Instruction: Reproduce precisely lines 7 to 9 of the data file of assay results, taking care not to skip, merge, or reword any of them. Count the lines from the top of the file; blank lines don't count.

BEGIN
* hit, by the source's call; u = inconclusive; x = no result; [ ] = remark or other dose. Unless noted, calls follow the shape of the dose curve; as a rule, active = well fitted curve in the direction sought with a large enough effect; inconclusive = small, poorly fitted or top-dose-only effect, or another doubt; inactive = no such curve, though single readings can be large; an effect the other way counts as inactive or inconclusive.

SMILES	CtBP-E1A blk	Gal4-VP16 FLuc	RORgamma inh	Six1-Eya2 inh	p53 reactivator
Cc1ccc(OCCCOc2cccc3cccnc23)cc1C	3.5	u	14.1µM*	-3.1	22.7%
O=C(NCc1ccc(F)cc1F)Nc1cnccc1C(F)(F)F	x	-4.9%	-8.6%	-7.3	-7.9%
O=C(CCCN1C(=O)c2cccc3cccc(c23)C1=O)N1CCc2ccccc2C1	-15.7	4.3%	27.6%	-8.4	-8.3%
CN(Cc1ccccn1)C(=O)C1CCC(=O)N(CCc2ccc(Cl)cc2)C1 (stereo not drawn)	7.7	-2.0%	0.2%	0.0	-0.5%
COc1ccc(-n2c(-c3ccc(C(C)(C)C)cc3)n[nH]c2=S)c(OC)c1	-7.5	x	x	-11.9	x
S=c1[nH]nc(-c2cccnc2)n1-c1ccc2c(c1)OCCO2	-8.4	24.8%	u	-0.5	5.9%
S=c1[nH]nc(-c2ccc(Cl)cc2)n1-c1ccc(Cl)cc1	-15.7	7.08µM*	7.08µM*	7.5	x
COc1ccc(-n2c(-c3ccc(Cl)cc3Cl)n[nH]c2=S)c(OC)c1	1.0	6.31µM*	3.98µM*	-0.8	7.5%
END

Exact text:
COc1ccc(-n2c(-c3ccc(C(C)(C)C)cc3)n[nH]c2=S)c(OC)c1	-7.5	x	x	-11.9	x
S=c1[nH]nc(-c2cccnc2)n1-c1ccc2c(c1)OCCO2	-8.4	24.8%	u	-0.5	5.9%
S=c1[nH]nc(-c2ccc(Cl)cc2)n1-c1ccc(Cl)cc1	-15.7	7.08µM*	7.08µM*	7.5	x